Self-Care Is A Lifestyle, Not An Opt-In / Opt-Out
Have you ever found yourself trapped in this all-too-common vicious cycle:
You feel bad.
You do something to make yourself feel better.
It works and you do feel better!
You stop doing what made you feel better.
You feel bad again.
It’s time to break the cycle! Self-care – the actions and adjustments we make to cope with stress and anxiety – must be a lifestyle, not something we dive into only when we feel bad and then let slide until we start to feel bad again.
We understand why lifestyle changes are necessary for our physical health. Someone suffering from diabetes, for example, can not reasonably expect to feel well if they binge on carbs and sweets one day and then counter that with a massive injection of insulin the next. That’s a recipe for disaster.
Dealing successfully with a condition like diabetes requires consistent and balanced self-discipline. It may not be easy. It may not be enjoyable. But it’s essential if we’re to maintain our health.
Caring for our mental and emotional health is, in some ways, similar. It requires consistent effort; we should practice self-care every day, not just when we feel bad. It requires balance; we have many roles to fill and everything, including self-care, takes time.
There is a major difference, however, between making the lifestyle changes required to control a condition like diabetes and the lifestyle changes needed to maintain our emotional well-being. The former may require sticking ourselves with a needle several times a day or denying ourselves certain foods we enjoy. The latter is not at all painful and is actually very enjoyable!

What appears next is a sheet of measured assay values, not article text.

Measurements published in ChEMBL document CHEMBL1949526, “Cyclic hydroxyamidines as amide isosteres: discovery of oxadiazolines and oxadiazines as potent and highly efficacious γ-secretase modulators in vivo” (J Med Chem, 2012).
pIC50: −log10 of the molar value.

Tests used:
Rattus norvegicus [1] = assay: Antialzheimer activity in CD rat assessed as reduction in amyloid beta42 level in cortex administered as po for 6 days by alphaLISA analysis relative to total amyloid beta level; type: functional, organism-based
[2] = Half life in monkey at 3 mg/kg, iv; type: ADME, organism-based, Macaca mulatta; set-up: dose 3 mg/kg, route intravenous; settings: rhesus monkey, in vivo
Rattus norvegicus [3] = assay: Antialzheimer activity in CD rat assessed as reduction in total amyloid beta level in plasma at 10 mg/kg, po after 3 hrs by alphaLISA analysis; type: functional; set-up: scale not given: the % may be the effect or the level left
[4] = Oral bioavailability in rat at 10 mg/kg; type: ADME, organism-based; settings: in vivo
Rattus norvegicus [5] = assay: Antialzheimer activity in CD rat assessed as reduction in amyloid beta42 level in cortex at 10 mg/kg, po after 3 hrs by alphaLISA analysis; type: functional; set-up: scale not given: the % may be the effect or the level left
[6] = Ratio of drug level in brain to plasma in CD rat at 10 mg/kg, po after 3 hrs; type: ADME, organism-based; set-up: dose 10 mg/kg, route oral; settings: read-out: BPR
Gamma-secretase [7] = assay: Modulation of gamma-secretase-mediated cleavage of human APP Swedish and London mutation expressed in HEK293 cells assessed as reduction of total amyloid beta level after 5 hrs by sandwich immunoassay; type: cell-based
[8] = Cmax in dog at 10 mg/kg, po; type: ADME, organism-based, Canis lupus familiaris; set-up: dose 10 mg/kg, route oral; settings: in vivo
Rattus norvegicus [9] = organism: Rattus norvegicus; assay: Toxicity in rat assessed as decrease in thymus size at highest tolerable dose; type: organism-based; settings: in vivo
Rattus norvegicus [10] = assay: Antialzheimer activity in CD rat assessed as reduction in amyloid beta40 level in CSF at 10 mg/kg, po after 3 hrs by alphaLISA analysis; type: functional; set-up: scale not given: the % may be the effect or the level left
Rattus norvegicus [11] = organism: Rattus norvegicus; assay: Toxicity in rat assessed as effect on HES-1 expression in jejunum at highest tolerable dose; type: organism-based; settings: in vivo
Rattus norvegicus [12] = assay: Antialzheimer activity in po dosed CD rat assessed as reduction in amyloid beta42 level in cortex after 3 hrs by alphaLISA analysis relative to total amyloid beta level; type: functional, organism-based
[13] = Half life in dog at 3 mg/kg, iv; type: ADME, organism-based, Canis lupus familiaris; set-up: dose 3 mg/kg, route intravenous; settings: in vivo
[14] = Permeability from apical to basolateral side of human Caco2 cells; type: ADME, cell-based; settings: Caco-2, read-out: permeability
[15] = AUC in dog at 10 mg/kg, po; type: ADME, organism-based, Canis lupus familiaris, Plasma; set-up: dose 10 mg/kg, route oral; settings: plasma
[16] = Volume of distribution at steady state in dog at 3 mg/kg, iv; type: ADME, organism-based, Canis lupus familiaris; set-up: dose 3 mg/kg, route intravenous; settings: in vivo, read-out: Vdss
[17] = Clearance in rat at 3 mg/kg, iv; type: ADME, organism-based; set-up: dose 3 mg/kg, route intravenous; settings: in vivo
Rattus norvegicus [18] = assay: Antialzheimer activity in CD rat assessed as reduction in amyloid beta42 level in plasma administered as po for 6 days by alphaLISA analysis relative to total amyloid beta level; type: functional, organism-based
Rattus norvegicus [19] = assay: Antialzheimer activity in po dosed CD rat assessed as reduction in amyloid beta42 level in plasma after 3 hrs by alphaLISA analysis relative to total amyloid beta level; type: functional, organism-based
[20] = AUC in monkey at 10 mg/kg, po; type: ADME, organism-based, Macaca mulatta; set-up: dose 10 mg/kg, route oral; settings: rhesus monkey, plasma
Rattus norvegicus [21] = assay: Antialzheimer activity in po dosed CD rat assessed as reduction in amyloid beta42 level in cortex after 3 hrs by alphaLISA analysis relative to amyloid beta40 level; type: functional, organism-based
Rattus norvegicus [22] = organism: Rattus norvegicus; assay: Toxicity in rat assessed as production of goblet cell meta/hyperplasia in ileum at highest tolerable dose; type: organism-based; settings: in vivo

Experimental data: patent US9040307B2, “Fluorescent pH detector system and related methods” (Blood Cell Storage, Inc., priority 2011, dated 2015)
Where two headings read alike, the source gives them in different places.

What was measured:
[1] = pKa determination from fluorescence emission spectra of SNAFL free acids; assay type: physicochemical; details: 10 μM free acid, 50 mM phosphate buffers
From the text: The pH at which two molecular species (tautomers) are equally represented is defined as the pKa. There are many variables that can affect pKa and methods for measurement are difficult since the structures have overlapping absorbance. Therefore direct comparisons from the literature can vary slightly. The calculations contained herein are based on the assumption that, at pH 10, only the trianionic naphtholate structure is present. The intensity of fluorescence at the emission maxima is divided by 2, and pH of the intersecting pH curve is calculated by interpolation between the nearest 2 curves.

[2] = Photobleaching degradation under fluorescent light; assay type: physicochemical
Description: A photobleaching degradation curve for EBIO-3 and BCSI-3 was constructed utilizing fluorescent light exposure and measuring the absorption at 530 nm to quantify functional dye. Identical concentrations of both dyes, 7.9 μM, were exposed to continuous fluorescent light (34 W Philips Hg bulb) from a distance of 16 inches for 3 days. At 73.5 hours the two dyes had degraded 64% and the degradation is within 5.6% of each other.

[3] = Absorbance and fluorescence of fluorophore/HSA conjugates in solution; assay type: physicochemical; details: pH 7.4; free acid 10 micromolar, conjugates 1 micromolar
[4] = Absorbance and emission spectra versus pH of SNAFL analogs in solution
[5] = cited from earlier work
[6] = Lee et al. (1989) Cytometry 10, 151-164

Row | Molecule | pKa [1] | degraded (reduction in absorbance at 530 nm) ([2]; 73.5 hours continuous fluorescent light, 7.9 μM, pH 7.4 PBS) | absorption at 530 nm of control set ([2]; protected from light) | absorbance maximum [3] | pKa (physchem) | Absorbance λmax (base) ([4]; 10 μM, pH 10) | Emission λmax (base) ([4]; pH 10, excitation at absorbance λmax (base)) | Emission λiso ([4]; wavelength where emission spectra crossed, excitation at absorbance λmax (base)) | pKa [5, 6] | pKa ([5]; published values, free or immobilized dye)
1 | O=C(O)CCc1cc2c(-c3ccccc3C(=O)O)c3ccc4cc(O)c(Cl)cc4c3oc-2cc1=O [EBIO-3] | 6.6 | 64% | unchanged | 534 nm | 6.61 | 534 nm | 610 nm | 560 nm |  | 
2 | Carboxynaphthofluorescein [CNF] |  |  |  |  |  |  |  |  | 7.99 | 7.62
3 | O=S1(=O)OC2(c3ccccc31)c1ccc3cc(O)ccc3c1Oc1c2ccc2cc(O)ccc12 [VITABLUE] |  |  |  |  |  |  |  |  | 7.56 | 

There’s a wide range of activities that fall under the umbrella of “self-care.” It could be taking in the sights and sounds of nature as we take a walk in the park. It could be recording our thoughts in a journal, a sketch, or a painting. It could be curling up with a cup of herbal tea and a good book, or kicking back and watching our favorite movie with a bowl of popcorn. It doesn’t have to be complicated or expensive; whatever helps us de-stress.
Why do some people let their self-care routine slide? Often, it’s just a matter of time. We’re all busy and it’s easy to put off that walk In the park when we have an important business call to make. Or we may feel guilty about indulging ourselves when we have obligations to fulfill.
While these are valid concerns, we do no one any favors – least of all ourselves – by letting our mental health deteriorate. We can’t properly fulfill our obligations to ourselves or others if we’re not working at our peak. And we can’t do that if we’re burning out due to stress. So break the opt-in / opt-out cycle and take the time – every day – to make self-care part of your lifestyle.